West Wall profile at the Gull Lake Site (EaOd-1), a bison drive and kill site in the Missouri Coteau. The site was excavated from 1960-1963, without bracing, which is highly not recommended.

This is becoming a very important question in North and South America. Soil scientists have identified how sediments deposit and age through time. Horizons (identified as the “A”, “B” and “C” horizons) develop and have unique properties, often with unique colors associated with them. Archaeologists  learn how to identify changes that they see in sediments in archaeological sites. Not only do people leave behind a lot of interesting stuff, they also cause disturbance in the sediments. That disturbance is also often visible as a color change in the sediments across a site or within a site, in specific features. All of these color changes in the sediments are clues that help archaeologists identify what part of what soil horizon they may be in and how disturbed the soil is. Here in Saskatchewan, glacial clay deposits can be very massive and deep and they are generally sediments that do not contain evidence of human occupation. If you dig through an A and B horizon and then encounter glacial clay that looks undisturbed, you would only dig another 10 to 20 centimeters into the clay, confirm that it is ‘sterile’ (no evidence of human occupation) and stop digging.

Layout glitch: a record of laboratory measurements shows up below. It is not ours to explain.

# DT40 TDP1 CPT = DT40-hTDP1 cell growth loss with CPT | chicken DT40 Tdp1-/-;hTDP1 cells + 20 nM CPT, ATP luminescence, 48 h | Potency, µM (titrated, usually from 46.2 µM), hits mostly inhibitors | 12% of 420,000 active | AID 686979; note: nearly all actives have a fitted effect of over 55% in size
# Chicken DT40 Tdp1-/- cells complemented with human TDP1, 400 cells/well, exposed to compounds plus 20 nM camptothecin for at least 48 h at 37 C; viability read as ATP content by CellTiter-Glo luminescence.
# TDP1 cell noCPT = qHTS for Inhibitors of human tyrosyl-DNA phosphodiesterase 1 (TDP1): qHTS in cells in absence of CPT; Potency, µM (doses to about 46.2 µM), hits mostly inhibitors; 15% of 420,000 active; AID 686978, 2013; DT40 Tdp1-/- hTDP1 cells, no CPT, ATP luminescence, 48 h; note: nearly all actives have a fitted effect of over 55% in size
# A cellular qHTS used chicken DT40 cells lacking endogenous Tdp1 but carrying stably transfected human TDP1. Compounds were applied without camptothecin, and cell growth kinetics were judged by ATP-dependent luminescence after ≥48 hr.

The oldest archaeological culture in North and South America is known as Clovis and dates to approximately 12,500 years ago. Archaeologists have stopped digging at sites once they encounter Clovis cultural remains at sites. They have assumed the sediments below to be ‘sterile’ and stop digging. In more recent years (the last 15), some archaeologists have kept on digging after encountering Clovis materials. Amazingly, they have encountered other cultural materials below the level of Clovis remains. This is something new and is going to result in a change in excavation strategies by archaeologists on how to identify the ‘sterile’ levels of excavations. Archaeologists are now aware that there are “Pre-Clovis” cultural materials to be found and dated. Not all archaeologists accept this new evidence of people being in the Americas at an earlier date. It is an area for new future research.